The New Must-Have Coffee Table Book: New Roads and Old Rivers
My first stop on a recent visit to Pointe Coupee Parish was to see the author of this gorgeous new book, my good friend Randy Harelson. He and his partner, architect Richard Gibbs, had just finished a major renovation of a classic Creole house set on an acre of lawn above the False River (shown above and on page 96). I nearly cried when I pulled up, it was so beautifully framed by ancient magnolias dwarfing the facade, wrapped with airy porches and classical columns, all its shutters and French doors flung open to breezes off the water. Freshly planted satsuma trees flanked the front walk. Hollywood couldn’t dream up a more idealized vision of the Southern house than this one, I thought.
For as long as I’ve known him, Randy has been great steward of historic houses and landscapes. In New Roads and Old Rivers, he shares an awe and reverence for his native land, one of the oldest settlements in the Mississippi Valley, dating to the 1720s. Historian Brian Costello brought a lifetime of research to the project, and photographer Richard Sexton, whom I’ve also known for years, captures the Parish's timeless beauty and vitality, along with some haunting decay. This is a must-read for appreciating how the great Mississippi and Atchafalaya rivers continue to shape and define Louisiana's distinct history, culture, and sense of place.
Scroll down for a sneak preview of some of Randy's favorite photos and stories from the book.
French doors in the dining room of Wickliffe, circa 1820, open to a view across a wide lawn to the old riverbed abandoned by the Mississippi River when it changed its course and cut off False River in the early 1700s.
The front porch stretches fully across this classic Creole cottage. Paint scrapings indicate that red window sash and green shutters adorned this house long ago. Agave or century plants, popular in the 1800s, ornament the front yard. A line of old-fashioned chinaberry trees adds charm to the side of the house.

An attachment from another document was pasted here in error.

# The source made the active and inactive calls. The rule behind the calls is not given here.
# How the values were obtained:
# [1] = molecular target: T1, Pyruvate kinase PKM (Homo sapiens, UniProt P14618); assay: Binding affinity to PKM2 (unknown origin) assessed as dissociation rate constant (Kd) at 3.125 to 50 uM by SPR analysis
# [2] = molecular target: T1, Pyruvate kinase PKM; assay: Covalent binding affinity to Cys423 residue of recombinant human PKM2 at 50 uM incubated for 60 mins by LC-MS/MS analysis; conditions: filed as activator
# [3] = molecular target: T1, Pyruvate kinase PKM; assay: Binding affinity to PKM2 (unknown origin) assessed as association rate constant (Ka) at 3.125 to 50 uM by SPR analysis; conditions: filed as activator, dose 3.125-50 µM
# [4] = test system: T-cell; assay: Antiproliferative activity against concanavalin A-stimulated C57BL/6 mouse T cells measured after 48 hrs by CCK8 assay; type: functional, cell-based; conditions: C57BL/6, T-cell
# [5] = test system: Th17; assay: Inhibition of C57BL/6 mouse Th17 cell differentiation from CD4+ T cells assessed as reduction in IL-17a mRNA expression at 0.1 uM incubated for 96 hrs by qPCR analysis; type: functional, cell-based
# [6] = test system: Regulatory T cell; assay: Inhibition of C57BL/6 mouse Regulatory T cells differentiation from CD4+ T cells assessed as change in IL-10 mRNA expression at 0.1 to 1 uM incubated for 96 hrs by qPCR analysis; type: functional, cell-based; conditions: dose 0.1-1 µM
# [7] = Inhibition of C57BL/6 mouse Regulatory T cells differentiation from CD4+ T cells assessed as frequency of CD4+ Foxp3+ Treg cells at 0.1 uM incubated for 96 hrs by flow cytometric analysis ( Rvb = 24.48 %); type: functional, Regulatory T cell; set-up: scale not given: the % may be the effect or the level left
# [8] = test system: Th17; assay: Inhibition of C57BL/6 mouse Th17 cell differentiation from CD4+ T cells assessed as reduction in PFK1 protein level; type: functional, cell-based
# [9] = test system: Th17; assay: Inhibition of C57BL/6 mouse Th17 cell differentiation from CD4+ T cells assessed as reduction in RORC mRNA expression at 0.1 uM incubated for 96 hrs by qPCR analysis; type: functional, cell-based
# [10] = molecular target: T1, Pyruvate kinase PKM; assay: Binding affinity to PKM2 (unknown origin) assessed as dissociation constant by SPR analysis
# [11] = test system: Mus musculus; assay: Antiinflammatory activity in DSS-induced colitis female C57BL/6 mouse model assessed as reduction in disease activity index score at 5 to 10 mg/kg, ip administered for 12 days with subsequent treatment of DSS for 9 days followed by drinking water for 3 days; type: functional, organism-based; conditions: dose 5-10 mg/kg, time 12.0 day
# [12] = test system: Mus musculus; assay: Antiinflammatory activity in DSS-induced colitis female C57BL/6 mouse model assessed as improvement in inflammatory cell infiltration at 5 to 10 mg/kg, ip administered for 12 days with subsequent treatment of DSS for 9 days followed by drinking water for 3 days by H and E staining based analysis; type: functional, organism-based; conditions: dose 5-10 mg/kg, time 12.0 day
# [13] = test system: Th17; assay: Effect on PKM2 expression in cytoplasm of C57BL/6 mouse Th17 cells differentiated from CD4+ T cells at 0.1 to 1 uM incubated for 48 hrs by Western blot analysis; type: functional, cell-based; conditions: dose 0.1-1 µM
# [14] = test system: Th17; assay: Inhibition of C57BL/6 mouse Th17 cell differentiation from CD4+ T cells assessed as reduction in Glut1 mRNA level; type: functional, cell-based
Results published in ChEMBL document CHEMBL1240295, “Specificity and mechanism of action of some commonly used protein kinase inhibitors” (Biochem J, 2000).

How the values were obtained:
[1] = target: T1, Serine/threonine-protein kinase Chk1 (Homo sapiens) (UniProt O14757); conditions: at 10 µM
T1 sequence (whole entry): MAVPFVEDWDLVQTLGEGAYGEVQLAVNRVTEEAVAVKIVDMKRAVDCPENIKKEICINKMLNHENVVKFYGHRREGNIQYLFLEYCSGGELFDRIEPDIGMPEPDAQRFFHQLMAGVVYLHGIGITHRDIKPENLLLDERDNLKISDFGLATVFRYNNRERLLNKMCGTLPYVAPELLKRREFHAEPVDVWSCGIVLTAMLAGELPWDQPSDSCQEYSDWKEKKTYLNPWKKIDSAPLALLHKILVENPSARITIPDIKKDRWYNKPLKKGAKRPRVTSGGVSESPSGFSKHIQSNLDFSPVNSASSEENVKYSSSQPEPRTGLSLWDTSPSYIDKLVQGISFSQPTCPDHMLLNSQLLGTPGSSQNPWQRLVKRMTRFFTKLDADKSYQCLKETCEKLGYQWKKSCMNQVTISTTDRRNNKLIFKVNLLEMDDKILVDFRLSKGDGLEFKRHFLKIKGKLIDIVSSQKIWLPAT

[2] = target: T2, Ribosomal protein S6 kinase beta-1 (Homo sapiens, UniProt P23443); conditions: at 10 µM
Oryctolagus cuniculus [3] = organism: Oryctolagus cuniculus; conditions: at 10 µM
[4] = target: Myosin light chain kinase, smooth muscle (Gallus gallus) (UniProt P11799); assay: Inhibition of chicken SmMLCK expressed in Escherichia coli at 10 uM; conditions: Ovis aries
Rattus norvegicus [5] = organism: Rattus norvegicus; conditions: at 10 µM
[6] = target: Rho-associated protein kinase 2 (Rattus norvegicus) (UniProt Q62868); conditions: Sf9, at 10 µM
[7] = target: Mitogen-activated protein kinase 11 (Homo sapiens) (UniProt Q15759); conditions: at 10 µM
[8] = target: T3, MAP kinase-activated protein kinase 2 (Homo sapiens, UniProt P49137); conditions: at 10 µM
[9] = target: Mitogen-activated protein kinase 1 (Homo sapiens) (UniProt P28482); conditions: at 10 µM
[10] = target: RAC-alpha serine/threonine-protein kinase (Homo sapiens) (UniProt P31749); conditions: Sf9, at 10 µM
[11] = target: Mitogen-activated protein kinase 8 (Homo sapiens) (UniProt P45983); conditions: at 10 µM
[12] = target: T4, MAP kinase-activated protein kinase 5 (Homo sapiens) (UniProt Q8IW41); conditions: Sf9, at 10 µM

The broken-gable roof is characteristic of the classic cottage form in Pointe Coupee during the 19th century. Two centuries ago, almost every roof in the parish was sheathed in wood shingles or shakes.
Labatut House sits just over the levee on the edge of the Mississippi River. Behind the house are the deep agricultural fields, the French long lots, which give Pointe Coupee its sense of immense space and openness.
When it was built around 1830, the lovely Labatut House sat far back from the Mississippi with an allée of live oaks leading from the river to the house. Over the years the course of the river moved closer and closer, taking the trees, and eventually requiring the protective levee and river road to transect the front yard of the house.
Mist rises from the surface of False River early on a spring morning. False River is a lake about 16 miles long in roughly the shape of a horseshoe. Before 1700 it was a 22-mile-long meander bend of the Mississippi River. Once the river changed its course, it began to flow past the old channel, and the river became a lake. Within a few years the channel at either end of the lake began to fill with silt and debris. Areas of the chenal (channel) were kept open for water access. For a long time plantations on False River used the lake and the chenals to transport their produce to the Mississippi. This process required portage, carrying the product across dry ground from the edge of the lake to the river.
Today the lake is primarily recreational. Boats with or without water skiers share the lake with fishermen, kayakers, and folks enjoying the view from the dock. About 20 feet deep generally, False River reaches depths of 65 feet in the middle. Near the ends, “the flats” are shallow enough to walk across. Fishermen catch bass, bream, and catfish as a rule.
North Bend is an early Creole raised plantation home owned by Julien Poydras from 1800 to 1824. New, it was four rooms wide on both floors, with broad galleries (porches) front and back. About 1850 it was made larger with one more room added to each floor on the western end. Typical of French houses, there were no interior halls or stairs. Circulation was from room to room or on the outdoor galleries.
The old cypress pieux fence is often seen enclosing Pointe Coupee gardens. True to the period of the house, this one encloses a parterre garden accented by crape myrtle, camellia, sago palm, and banana. In the nineteenth century the cypress fence would have kept animals out of the homegrown vegetables, herbs, and flowers.
To pre-order New Roads and Old Rivers, visit LSU Press.